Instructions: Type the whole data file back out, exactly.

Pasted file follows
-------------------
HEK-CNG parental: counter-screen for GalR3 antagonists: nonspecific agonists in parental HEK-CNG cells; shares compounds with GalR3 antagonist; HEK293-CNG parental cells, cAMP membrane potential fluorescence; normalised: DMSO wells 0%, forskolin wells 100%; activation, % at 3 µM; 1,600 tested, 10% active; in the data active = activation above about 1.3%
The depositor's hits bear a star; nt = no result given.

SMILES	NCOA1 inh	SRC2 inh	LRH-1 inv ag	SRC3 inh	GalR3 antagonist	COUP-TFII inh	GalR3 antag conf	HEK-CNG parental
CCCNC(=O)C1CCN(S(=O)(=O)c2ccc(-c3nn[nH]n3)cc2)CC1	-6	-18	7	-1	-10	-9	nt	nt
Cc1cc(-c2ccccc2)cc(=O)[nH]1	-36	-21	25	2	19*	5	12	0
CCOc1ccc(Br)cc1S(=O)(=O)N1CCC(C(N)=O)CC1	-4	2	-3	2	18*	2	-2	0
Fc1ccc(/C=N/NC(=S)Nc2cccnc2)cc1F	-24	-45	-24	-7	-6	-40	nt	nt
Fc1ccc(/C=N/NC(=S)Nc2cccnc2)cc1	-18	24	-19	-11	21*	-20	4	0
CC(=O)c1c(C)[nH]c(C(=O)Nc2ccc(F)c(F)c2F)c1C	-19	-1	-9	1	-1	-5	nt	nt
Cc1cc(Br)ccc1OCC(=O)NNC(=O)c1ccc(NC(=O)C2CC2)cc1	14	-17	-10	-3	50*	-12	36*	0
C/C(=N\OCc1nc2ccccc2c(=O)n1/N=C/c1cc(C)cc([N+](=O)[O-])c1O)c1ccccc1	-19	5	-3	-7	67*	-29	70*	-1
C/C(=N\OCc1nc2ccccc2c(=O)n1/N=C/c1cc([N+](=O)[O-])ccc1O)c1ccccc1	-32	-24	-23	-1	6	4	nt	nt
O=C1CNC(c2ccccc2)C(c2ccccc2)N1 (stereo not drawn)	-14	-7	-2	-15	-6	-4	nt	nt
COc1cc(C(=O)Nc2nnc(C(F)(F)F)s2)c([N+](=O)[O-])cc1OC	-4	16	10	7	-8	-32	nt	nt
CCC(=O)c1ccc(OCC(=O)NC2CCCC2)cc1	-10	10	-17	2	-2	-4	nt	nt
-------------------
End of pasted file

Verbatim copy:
HEK-CNG parental: counter-screen for GalR3 antagonists: nonspecific agonists in parental HEK-CNG cells; shares compounds with GalR3 antagonist; HEK293-CNG parental cells, cAMP membrane potential fluorescence; normalised: DMSO wells 0%, forskolin wells 100%; activation, % at 3 µM; 1,600 tested, 10% active; in the data active = activation above about 1.3%
The depositor's hits bear a star; nt = no result given.

SMILES	NCOA1 inh	SRC2 inh	LRH-1 inv ag	SRC3 inh	GalR3 antagonist	COUP-TFII inh	GalR3 antag conf	HEK-CNG parental
CCCNC(=O)C1CCN(S(=O)(=O)c2ccc(-c3nn[nH]n3)cc2)CC1	-6	-18	7	-1	-10	-9	nt	nt
Cc1cc(-c2ccccc2)cc(=O)[nH]1	-36	-21	25	2	19*	5	12	0
CCOc1ccc(Br)cc1S(=O)(=O)N1CCC(C(N)=O)CC1	-4	2	-3	2	18*	2	-2	0
Fc1ccc(/C=N/NC(=S)Nc2cccnc2)cc1F	-24	-45	-24	-7	-6	-40	nt	nt
Fc1ccc(/C=N/NC(=S)Nc2cccnc2)cc1	-18	24	-19	-11	21*	-20	4	0
CC(=O)c1c(C)[nH]c(C(=O)Nc2ccc(F)c(F)c2F)c1C	-19	-1	-9	1	-1	-5	nt	nt
Cc1cc(Br)ccc1OCC(=O)NNC(=O)c1ccc(NC(=O)C2CC2)cc1	14	-17	-10	-3	50*	-12	36*	0
C/C(=N\OCc1nc2ccccc2c(=O)n1/N=C/c1cc(C)cc([N+](=O)[O-])c1O)c1ccccc1	-19	5	-3	-7	67*	-29	70*	-1
C/C(=N\OCc1nc2ccccc2c(=O)n1/N=C/c1cc([N+](=O)[O-])ccc1O)c1ccccc1	-32	-24	-23	-1	6	4	nt	nt
O=C1CNC(c2ccccc2)C(c2ccccc2)N1 (stereo not drawn)	-14	-7	-2	-15	-6	-4	nt	nt
COc1cc(C(=O)Nc2nnc(C(F)(F)F)s2)c([N+](=O)[O-])cc1OC	-4	16	10	7	-8	-32	nt	nt
CCC(=O)c1ccc(OCC(=O)NC2CCCC2)cc1	-10	10	-17	2	-2	-4	nt	nt